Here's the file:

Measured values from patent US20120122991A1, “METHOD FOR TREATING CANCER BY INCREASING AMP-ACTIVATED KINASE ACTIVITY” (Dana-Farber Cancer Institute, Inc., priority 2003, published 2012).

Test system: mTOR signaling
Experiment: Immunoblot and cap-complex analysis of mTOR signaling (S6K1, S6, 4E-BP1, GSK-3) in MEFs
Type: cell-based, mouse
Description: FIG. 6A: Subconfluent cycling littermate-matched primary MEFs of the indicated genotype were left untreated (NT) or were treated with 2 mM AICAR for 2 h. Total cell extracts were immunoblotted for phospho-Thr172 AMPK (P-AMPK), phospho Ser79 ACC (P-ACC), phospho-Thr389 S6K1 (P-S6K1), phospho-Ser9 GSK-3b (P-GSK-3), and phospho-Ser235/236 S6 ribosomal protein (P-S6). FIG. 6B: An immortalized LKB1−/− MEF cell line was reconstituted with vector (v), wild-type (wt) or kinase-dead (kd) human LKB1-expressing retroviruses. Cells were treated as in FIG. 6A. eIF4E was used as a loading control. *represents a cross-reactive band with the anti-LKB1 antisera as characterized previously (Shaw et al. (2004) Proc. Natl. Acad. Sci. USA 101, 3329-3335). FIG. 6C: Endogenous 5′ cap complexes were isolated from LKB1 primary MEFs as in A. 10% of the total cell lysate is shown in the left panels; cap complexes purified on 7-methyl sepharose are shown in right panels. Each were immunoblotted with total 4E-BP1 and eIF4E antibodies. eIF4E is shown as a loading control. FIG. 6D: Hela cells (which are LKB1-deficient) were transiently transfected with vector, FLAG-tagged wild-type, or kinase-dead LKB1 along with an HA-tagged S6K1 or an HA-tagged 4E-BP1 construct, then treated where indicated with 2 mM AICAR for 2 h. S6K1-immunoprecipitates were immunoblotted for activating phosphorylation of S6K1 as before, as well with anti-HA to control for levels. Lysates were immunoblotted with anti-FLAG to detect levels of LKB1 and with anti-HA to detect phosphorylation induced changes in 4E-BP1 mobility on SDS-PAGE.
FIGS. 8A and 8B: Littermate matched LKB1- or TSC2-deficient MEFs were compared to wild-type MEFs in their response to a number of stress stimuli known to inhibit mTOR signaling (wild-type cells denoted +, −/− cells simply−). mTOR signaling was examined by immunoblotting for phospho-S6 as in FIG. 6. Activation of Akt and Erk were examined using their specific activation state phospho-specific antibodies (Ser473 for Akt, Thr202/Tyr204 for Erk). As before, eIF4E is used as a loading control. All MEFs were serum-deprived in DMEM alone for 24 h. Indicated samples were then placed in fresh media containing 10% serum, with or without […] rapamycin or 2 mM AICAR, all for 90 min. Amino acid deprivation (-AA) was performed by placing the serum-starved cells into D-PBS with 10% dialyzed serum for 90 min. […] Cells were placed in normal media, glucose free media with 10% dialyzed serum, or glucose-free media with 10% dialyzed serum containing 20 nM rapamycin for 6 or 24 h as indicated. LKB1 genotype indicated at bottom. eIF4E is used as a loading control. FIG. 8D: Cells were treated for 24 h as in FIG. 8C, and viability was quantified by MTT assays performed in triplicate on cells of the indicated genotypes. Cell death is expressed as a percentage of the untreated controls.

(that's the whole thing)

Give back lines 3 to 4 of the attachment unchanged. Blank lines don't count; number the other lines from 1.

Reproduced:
Experiment: Immunoblot and cap-complex analysis of mTOR signaling (S6K1, S6, 4E-BP1, GSK-3) in MEFs
Type: cell-based, mouse